In 1954 Gresham revisited the world of traveling shows with the wonderful Monster Midway, another look at the world of freaks, hustlers, and all manner of sideshow flotsam and cretins that road shows attract. It’s first chapter is a glossary of carny lingo. The characters are sketches of real show folk Gresham knew. Although hard to find, Monster Midway is well worth looking for, I’m sort of amazed it’s been out of print since the mid-50’s.
Gresham would publish two more books– a quickie bio of Harry Houdini– Houdini: The Man Who Walked Through Walls (1959) and a book on bodybuilding: The Book Of Strength: Body Building The Safe and Correct Way (1962) written as he was dying in a shabby, rented room at a time when he could barely lift a toothbrush never mind a barbell. Although Gresham joined A.A. and quit drinking a year or two before his death, he had already ruined his health and once sober, Gresham deteriorated rapidly. First he was diagnosed with tuberculosis, then cancer which resulted in having part of his tongue amputated, finally he started going blind. With nothing but poverty, darkness, and a painful death in his future, Gresham checked into a cheap SRO hotel in Times Square and took an overdose of sleeping pills, killing himself. His exit was nearly as bleak as the end of Nightmare Alley itself (“…it’s only until we get a real geek…”).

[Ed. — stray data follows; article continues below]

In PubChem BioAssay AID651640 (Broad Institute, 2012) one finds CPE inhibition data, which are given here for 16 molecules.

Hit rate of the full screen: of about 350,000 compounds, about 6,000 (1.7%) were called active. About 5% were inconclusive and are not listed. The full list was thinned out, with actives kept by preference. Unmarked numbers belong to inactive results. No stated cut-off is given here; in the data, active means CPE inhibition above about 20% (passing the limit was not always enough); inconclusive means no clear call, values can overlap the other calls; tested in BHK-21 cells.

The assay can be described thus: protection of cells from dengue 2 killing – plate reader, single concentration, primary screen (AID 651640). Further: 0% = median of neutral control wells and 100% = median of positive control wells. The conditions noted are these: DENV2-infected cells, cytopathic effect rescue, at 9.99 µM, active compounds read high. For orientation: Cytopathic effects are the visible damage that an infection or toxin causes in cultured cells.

His death received almost no attention, as a writer he was long forgotten. The only obituary he got was in the bridge column of the New York Times (although that final factoid comes from
the notoriously unreliable Winkapedia so don’t hold me to its accuracy, I’m feeling a bit lazy this morning).
I’m no literary critic, but I do like to read, so for those of you out there that have never read Gresham or have never seen the movie Nightmare Alley (which after years of legal problems with producer George Jessel’s estate is back in the regular late night rotation on the Fox Movie Channel and is readily available on dvd) here’s something I think you’re really gonna like. Step right this way…

10 thoughts on “William Lindsay Gresham”

  1. Jim,I’ve never heard of Gresham — but am sold by your description. His work sounds right up my alley.Thanks for the tip!

  2. I always love reading your bios – especially when they've got a personal story, which this one doesn't exactly (other than the memorabilla) but it still makes me want to go out and buy “Nightmare Alley” (and the carny/midway book, if I can find it).If all that rambling seems like a backhanded compliment, it's not supposed to be…I've been going back thru yr archives & reading your bios on slow days at work, and there's always something interesting…so please keep giving us more!

  3. This may be the first novel review I've read of yours. Just as good as the music reviews. I have the '86 Carroll & Graf edition and will read it soon.PJL

  4. Great review! I am very pleased to have stumbled across your blog while doing some research.Very Truly,Dr. Stanton Z LaVey

  5. Does anybody know where William L. Greham's suicide note is? It was in his pocket when the police found him.